Moving Beyond the Standard Criticisms of Design Patents

41 Pages Posted: 7 Mar 2014 Last revised: 30 Dec 2014

Date Written: March 6, 2014


The U.S. design patent system has been widely criticized. Certain arguments against design patents have been made so often — and accepted so uncritically — that one might believe that the case against design patents was overwhelming and that the failure of the system was beyond dispute. These standard criticisms can be grouped into three main categories: (1) designs aren’t patent subject matter; (2) patent requirements are not “appropriate” for designs; and (3) patent protection is overbroad. This article examines each of these standard criticisms and concludes that they are not persuasive. Therefore, the case that is commonly made against design patents is not as strong as the existing literature suggests. Moreover, these standard criticisms tend to obfuscate, rather than answer, the difficult policy questions raised by any design protection scheme. In order to meaningfully evaluate the current system and proposed alternatives, these questions need to be confronted directly, not hidden behind oft-repeated litanies about the supposed evils of design patents.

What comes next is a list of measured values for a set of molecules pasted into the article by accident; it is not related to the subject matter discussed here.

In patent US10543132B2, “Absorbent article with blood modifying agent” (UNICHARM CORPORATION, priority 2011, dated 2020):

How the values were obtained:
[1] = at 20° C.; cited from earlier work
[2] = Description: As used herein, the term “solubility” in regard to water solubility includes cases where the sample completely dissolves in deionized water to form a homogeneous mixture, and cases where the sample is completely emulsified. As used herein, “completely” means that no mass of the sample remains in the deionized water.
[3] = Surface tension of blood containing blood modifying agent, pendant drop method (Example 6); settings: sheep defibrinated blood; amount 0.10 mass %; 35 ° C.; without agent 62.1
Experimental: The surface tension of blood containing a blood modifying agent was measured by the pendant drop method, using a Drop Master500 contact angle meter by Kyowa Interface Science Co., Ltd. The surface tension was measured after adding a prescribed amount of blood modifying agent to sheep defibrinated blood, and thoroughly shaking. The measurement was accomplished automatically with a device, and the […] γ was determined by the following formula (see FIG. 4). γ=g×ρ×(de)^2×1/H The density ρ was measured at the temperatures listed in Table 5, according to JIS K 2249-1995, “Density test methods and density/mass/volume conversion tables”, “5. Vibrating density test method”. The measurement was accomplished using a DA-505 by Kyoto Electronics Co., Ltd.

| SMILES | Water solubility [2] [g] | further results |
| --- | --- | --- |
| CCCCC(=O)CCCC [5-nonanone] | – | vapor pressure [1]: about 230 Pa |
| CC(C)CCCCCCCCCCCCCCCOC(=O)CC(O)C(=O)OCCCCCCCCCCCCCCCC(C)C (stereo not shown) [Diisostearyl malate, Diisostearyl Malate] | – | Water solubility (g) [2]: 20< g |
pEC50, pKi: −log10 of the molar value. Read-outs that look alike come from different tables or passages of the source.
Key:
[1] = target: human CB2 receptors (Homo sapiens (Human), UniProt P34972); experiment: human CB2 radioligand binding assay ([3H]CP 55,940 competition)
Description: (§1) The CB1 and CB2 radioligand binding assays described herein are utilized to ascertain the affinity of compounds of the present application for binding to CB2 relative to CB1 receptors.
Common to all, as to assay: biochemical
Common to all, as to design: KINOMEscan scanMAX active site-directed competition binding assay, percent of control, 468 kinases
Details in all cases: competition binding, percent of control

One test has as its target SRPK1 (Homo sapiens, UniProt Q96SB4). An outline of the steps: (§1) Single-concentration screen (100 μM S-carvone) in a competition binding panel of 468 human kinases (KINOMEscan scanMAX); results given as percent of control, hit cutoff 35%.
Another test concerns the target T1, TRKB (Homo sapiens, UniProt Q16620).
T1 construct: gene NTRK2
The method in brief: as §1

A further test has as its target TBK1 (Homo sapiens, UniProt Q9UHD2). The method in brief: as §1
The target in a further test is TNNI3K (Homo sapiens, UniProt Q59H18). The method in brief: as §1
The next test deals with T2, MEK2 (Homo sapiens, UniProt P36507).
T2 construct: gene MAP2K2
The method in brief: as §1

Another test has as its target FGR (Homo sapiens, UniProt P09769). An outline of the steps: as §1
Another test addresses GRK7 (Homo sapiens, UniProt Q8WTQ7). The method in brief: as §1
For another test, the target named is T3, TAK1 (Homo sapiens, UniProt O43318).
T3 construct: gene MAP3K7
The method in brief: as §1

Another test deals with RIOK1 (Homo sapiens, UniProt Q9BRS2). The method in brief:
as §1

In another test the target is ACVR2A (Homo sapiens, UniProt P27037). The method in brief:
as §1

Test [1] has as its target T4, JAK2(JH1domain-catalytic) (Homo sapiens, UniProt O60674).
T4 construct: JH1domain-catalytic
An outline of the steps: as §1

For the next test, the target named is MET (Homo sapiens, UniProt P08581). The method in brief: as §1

Keywords: intellectual property, patents, design patents, industrial design, design

Suggested Citation

Burstein, Sarah, Moving Beyond the Standard Criticisms of Design Patents (March 6, 2014). 17 Stan. Tech. L. Rev. 305 (2013), Available at SSRN:

Sarah Burstein (Contact Author)

Suffolk University Law School

120 Tremont Street
Boston, MA 02108-4977
United States

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